Socrates’s disobedience of the order to arrest Leon of Salamis and his claim that he would not obey the court order to terminate his practice of philosophy in the Apology might seem to be inconsistent with his other statement in the Crito where he refused to escape from prison because of his moral commitment to the laws of Athens. This paper, argues that this is not a case of contradiction by illustrating that the first two cases share the same account of moral commitment as the last one.
As he mentions it in the Apology, Socrates, as a council of the city, receives an order from the Thirty, who were ruling the oligarchy government of Athens in 404 B.C after the defeat of Athens in the Peloponnesian war that ended the democracy for a period of time, that he should go and arrest the Leon of Salamis but he refuses this command and goes home, while the other four councils, who were summoned with him for the same purpose, went on to bring Leon from Salamis. (Apology 32 c)
In the second case, during Socrates’s trial after he was being accused of corrupting the young men of Athens, not acknowledging the gods and talks about other unknown gods. He tries to defend himself in front of the juries and at one point during his speech in the Apology, he, hypothetically, states that if asked by the court order to stop doing philosophy, he wouldn’t obey the laws. (Apology)
On the other hand, Crito suggests that Socrates should escape from prison because he was being convicted unjustly by the court and also by accepting his fate, Socrates is doing unjust to himself, his friends and his family. Socrates refuses Crito’s offer because to him it’s a moral o...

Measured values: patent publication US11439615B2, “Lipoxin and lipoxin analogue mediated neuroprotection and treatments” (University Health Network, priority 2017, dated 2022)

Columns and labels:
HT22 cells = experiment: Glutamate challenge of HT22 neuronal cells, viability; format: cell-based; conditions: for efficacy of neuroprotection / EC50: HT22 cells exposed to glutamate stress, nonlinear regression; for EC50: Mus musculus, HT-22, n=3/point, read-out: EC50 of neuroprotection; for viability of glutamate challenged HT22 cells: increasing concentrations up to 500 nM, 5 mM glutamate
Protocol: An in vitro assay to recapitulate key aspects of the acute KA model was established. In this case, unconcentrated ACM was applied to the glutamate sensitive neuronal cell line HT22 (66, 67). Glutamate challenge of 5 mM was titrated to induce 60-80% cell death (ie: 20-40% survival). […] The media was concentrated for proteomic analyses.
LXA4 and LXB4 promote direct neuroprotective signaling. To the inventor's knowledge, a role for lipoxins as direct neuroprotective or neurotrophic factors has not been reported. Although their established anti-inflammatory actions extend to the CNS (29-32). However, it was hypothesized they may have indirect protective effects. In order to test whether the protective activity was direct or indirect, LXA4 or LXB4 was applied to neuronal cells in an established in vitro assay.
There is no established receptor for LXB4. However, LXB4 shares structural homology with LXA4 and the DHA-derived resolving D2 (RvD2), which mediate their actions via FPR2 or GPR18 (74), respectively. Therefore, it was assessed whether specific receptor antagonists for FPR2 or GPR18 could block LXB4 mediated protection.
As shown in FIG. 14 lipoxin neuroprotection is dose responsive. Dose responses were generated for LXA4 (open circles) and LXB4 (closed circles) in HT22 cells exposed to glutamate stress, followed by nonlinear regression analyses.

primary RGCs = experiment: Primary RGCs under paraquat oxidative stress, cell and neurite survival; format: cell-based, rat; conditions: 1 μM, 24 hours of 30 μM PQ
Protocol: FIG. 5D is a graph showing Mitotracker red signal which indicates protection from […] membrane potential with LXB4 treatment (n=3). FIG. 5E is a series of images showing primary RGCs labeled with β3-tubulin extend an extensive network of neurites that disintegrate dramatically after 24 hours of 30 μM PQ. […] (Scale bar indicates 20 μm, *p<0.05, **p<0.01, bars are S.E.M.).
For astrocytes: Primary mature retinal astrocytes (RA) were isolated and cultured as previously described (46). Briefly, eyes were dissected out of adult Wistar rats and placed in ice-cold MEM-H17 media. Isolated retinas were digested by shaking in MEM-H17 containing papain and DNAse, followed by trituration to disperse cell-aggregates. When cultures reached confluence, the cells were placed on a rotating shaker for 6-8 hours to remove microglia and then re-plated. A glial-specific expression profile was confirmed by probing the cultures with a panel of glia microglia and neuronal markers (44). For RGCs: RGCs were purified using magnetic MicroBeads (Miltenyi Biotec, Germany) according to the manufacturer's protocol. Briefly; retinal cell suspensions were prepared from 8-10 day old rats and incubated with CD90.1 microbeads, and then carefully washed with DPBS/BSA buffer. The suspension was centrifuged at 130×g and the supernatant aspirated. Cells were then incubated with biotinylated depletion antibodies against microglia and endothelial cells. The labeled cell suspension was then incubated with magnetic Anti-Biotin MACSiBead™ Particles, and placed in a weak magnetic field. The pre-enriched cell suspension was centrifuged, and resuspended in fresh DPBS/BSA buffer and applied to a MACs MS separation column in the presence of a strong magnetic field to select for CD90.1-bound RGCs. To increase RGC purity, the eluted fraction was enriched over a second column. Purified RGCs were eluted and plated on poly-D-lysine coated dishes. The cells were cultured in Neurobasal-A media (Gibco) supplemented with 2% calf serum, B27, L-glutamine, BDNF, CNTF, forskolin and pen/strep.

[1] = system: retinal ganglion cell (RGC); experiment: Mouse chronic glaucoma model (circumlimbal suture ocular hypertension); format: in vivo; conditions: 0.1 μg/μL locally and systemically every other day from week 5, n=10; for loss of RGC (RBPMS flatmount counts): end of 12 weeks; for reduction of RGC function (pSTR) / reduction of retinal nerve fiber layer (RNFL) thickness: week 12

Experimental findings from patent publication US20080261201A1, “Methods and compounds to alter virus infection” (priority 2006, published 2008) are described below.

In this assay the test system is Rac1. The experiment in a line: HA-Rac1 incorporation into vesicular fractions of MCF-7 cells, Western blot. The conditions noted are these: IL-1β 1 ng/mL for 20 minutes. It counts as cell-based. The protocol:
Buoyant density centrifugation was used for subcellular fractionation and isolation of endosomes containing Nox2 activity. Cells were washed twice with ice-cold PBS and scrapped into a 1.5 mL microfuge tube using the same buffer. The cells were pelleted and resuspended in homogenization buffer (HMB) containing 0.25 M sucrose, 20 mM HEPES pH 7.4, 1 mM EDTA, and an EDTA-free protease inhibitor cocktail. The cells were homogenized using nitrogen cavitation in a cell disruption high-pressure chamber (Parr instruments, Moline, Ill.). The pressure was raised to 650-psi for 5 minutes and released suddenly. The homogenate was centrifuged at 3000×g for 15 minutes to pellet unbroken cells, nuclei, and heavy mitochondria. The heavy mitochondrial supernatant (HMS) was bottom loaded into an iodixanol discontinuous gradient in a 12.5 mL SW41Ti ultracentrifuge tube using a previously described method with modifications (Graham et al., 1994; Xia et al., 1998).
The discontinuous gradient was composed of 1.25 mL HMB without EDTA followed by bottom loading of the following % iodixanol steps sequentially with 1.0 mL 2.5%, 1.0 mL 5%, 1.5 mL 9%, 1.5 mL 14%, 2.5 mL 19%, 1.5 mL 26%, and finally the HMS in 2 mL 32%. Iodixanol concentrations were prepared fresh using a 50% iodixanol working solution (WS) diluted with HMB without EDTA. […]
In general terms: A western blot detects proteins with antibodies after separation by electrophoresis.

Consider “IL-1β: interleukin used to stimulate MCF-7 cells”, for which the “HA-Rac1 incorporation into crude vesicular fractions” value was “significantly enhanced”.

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...tion to the moral obligation towards family and children, where he mentions that by abiding the court order Socrates is going to neglect his children who need their father by their side, But again Socrates sees the big picture where he is guided by his rational argument of the virtues which accordingly provide real happiness. Here, living an examined life worthy of living is the same as living according to the conventional Laws, therefore, this also doesn’t weaken Socrates’s position.
To summarize, according to the reasons discussed before, it’s obvious that all the three positions are consistent where Socrates Justifies his abidance of the laws and not accepting the escape proposal from Crito and on the other side his hypothetical claim that if ordered to cease philosophizing then he wouldn’t obey, and also his disobeying of the command to arrest Leon of salamis.
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